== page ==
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This article is from the In-Depth Report Steve Jobs: A Technology Visionary Leaves Huge Legacy

Technology Leaders and Scholars Remember Steve Jobs

Some friends of Scientific American wrote to us expressing their appreciation of the life of one of the great inventors and technology visionaries. Here are some of their thoughts and reflections.
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[Updated Oct. 7, 2011]

Tim Berners-Lee, director of the World Wide Web Consortium, and inventor of the Web (from his blog, with permission)
:
A big thing Steve Jobs did for the world was to insist that computers could be usable rather than totally infuriating!

The NeXT was brilliant. The NeXT had (arguably too) many things introduced at once—removable optical storage, Objective C, DSP for sound and movies, Mach kernel, unix for a PC, display Postscript, InterfaceBuilder and so on. Yes, they never got the price down and the optical disks proved unreliable. But Steve and NeXTStep ended up saving Apple, and there must be a lesson that it is worth hanging on to cool things: you never know when they will in fact become mainstream.

Michael Hawley, MIT and former colleague at NeXT:
Honestly, Steve was like the older brother I never had. We had wonderful adventures working and making things together—but what we shared as pals was worth so much more. The world will be going crazy with outpourings, which is wonderful but somehow surreal and out of proportion with the day-to-day way we worked and walked together, just a couple of guys.

One of my favorite memories was his habit of just asking if I wanted to take a walk. Sometimes it would be a walk around the parking lot (not real scenic), or down the street from his house to the little park and back—just to walk, and talk about stuff. [Wednesday] evening I was in Washington at dinner, an early dinner with a couple of friends. It was a very brief call—John Markoff from The New York Times. I answered and said, "Steve?" and he said, "Yes. Sorry." I hung up—and stepped outside the restaurant, and took a little walk.

John Hennessy, Stanford University president:
Steve Jobs was an extraordinary man, and I am deeply saddened to learn of his death. A pioneer in the computer industry, his creativity and vision are legend. But he was also a great communicator, who was able to cultivate innovation in others. When he spoke at Stanford's 2005 Commencement, he told our students that the key to doing great work is to love what you do. Steve Jobs loved what he did, and he inspired us all to think differently. He will be profoundly missed.

Jonathan Zittrain, professor of Internet law at Harvard Law School:
Arthur C. Clarke famously observed that any sufficiently advanced technology is indistinguishable from magic. Steve Jobs grasped the value of not keeping technology's wiring exposed: when an early Mac went awry it showed an unhappy face or an old fashioned cannonball bomb with a lit fuse, instead of a debug screen. And with nearly every new product—another rabbit pulled out of a hat—we marveled: simple, elegant, and yet (therefore?) so hard for anyone else to have done it.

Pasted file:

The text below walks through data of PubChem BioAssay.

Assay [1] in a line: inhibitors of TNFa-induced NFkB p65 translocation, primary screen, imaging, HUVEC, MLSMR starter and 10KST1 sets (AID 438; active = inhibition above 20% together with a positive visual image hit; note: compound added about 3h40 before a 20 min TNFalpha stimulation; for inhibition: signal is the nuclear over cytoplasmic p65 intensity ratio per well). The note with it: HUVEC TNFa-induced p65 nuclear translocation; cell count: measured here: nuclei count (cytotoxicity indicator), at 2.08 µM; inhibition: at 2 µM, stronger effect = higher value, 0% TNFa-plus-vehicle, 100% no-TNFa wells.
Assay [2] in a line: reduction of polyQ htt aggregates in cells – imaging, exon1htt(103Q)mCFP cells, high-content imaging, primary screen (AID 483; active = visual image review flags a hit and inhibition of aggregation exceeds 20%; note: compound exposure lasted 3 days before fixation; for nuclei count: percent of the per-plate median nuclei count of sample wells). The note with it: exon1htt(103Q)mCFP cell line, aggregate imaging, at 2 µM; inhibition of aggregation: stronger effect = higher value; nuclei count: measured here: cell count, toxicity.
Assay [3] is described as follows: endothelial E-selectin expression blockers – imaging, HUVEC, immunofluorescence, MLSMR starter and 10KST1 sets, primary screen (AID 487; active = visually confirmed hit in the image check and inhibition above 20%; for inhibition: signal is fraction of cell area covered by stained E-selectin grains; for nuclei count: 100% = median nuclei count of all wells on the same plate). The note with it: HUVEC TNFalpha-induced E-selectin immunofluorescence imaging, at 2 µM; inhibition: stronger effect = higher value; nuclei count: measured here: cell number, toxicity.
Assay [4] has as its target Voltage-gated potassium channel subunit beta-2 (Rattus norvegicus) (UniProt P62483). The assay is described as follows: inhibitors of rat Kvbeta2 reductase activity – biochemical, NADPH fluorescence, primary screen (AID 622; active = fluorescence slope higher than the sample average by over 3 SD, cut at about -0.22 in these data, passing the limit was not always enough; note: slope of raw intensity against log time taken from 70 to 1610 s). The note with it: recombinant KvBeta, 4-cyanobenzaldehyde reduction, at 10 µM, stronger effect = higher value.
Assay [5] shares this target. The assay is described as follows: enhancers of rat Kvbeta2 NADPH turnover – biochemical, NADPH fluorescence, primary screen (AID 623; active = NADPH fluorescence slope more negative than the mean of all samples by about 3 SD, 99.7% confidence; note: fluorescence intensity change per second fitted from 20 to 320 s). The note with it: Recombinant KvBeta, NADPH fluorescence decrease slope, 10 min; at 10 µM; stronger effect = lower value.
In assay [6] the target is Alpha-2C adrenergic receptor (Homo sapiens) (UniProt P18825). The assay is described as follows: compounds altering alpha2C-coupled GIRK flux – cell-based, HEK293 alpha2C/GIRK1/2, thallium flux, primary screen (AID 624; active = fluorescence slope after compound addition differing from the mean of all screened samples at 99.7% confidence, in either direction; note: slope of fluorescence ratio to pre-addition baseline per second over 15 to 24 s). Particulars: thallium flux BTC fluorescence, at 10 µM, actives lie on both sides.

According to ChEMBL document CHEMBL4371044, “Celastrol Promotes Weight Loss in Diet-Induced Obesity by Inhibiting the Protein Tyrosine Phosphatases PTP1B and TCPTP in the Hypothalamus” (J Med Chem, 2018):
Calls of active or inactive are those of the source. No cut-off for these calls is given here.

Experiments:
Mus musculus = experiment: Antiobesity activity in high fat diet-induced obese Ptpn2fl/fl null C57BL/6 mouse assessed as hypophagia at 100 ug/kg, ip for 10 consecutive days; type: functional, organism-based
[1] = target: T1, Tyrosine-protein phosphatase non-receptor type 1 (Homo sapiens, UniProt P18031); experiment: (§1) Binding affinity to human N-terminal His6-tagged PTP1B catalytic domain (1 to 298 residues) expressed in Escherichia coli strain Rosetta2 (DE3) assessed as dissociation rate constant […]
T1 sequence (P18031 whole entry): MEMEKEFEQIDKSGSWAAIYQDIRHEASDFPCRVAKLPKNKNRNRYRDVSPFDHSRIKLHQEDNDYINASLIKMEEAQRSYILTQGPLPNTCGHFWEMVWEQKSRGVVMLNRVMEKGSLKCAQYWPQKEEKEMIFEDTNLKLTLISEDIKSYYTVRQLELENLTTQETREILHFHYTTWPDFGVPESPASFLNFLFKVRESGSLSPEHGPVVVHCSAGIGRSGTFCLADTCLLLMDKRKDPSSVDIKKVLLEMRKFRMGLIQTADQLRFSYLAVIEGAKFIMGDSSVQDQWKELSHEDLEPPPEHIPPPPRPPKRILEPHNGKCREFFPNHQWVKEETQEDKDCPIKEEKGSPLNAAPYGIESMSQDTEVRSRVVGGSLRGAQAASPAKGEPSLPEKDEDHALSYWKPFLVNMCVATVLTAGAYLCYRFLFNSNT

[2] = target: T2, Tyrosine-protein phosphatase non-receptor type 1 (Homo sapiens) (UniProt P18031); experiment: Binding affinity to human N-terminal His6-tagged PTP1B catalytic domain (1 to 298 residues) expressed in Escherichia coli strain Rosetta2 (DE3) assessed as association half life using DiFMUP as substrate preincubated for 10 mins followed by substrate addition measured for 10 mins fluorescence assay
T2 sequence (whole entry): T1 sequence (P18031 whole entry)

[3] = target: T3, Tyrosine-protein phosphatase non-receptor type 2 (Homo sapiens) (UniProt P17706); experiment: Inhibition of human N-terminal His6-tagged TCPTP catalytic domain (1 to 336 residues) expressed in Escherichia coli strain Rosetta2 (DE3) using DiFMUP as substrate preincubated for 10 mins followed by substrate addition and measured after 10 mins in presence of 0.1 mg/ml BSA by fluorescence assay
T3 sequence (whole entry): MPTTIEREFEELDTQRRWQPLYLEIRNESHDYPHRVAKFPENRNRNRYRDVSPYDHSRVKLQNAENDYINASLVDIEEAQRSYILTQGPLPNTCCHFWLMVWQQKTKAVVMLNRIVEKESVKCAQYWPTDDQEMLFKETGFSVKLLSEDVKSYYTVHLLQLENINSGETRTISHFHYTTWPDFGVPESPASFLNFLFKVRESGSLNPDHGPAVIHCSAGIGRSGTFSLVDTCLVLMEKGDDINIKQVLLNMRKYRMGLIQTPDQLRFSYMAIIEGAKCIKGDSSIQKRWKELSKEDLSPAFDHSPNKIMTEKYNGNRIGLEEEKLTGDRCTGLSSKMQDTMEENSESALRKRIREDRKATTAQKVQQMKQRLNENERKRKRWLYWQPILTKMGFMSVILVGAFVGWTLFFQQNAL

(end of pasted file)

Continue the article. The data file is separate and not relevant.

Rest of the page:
Lawrence Krauss, professor of physics at Arizona State University:
Steve Jobs changed my life forever. In 1983 I was a young postdoctoral researcher at Harvard at a key turning point in my career. I had just won a prize that gave me enough money to purchase my first computer, which I needed to move forward, to write my first book—one I could travel with if possible, but I was studiously ignorant about the existing cumbersome devices, as even portable computers were nothing of the sort. I didn't relish learning some artificial commands and typing on a 5-inch screen. Then, in January 1984 the Mac arrived, and my world changed. I put my name in the lottery at Harvard, and a month later I had the 26-pound "portable" wonder machine, which I proceeded to carry everywhere with me, showing it proudly to anyone who was willing to sit and listen. Apple consistently demonstrated that form and function can combine together to make technology useful, and life-enhancing by making it more fun, and extending ones abilities to do what would have simply been impossible before. I must have sold a lot of Macs in my life, as I continued to remain loyal, and ultimately have owned almost every one of the new machines over the past 27 years. When I moved to Yale as a professor I even convinced our entire group to buy NeXT computers rather than the clunky VAX devices then used by the rest of the department. I am typing this on my MacBook Air, and I marvel at its design and delight in the thought that one man with a good idea, and the determination to carry it to fruition, can make the world a better place. Thank you, Steve. I will miss you.

Gordon Bell, computer engineer, researcher at Microsoft Research:
After my heart attack in '83, [Steve Jobs] invited me to come to Apple…unfortunately, I wasn't ready for the intensity.

I attended various product introductions and was just stunned every time with his performances. I regret not being able to know and interact with him.

A few comments come to mind:
1. Steve is there with Edison, Ford and Watson as an industry creator.
2. We all aspire to make just a fraction of his many contributions to computing—he's right at the top of my hero list.
3. Almost no one living can claim so much—entrepreneurial businessman and leader, demanding and uncompromising designer, and industry creator.

Everyone in computing mourns his passing.

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